Postscript: 100 days of incompetence
Published Friday, December 14, 2012 12:28PM EST
It's nothing short of astounding.
The first 100 days of the Parti Quebecois government has been an unmitigated disaster.
The not-ready-for-primetime players have screwed it up at every turn. I don't think anyone could have imagined it would be this bad.
The Marois government has left a trail of broken promises, policy reversals, bad judgement and double-dipping.
How do you find Pauline Marois in a snowstorm? Just backtrack.
There was the Boisclair affair. The former leader and erstwhile chouchou of the PQ was appointed Quebec's delegate general to New York, a nice job that pays $170,000 each year.
It seems he was content to take the PQ cabinet salary plus a salary from the Universite de Montreal.
Nicolas Girard, former PQ MNA was defeated in the last election.
He was appointed to run the AMT, at a salary of $183,000 per year.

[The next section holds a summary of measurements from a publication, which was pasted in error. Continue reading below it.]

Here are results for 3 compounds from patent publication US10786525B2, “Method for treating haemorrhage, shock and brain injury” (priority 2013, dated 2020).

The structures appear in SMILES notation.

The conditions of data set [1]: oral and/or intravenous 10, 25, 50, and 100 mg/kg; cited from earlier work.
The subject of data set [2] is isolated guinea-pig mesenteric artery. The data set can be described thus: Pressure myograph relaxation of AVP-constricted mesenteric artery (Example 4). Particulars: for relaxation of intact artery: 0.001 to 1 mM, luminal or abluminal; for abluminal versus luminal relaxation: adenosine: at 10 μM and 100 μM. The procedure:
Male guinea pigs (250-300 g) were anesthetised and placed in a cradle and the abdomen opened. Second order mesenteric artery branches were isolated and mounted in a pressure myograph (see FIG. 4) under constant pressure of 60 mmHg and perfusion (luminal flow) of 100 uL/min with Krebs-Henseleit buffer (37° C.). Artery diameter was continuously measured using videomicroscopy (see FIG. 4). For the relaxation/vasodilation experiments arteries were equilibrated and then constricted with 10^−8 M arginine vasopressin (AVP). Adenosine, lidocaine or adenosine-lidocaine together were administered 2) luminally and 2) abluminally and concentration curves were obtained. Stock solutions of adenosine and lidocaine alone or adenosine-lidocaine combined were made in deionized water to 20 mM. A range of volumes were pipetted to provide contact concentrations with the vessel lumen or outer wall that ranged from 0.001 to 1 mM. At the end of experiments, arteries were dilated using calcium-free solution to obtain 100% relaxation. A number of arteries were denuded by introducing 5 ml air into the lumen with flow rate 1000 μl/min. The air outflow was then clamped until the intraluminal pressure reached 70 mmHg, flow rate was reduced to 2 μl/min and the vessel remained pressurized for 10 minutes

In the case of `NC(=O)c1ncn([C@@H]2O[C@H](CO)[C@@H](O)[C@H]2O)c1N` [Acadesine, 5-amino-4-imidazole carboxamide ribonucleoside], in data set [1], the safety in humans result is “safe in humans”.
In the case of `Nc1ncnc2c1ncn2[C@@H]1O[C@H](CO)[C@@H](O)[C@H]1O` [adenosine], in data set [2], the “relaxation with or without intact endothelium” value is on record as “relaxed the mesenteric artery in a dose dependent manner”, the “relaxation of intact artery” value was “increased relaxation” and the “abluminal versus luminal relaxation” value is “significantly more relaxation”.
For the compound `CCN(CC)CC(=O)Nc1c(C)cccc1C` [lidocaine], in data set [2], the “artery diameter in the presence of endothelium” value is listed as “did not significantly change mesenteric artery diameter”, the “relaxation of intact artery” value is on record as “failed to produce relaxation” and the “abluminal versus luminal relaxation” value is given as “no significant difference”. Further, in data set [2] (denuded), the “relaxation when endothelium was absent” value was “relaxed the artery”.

Girard has never run anything, let alone a metropolitan transit agency with an annual budget of $314 million.
Here's the kicker: we found out this week that Girard has kept the former AMT boss on as a special advisor, so we have two AMT CEO's.
I guess one has to explain to the other how the train set works.
What a mess that was, and to make it work our premier had the audacity to say she didn't regret appointing him.
Forget the economy, there's a language war
They are proposing new rules for making small business run in French, and calling for the creation of squads of language vigilantes, or as the minister calls them, sentries in the defence of the language. (I’m not sure if pitchforks will be provided.)
Don’t forget mean-spirited threats to take away bilingual status from English-speaking municipalities.
The more we know each other...
I think one thing that should be on all of our Christmas lists this year is the wish for an election sometime in 2013.
Forget the miracle on 34th street, I would take a miracle on the Grande Allee.
But I think there may be a way out of this language angst.
A new survey out this week finds that the more francophones get to know us, the less they feel threatened.
The more the blokes they know, the more comfortable they become.
So let's get out there.
From Hochelaga-Maisonneuve to the Beauce to the shores of Lac St Jean, we can put ourselves up for adoption, or at least for weekend visits.
At the end of the day everyone may find we have more in common than anyone might imagine.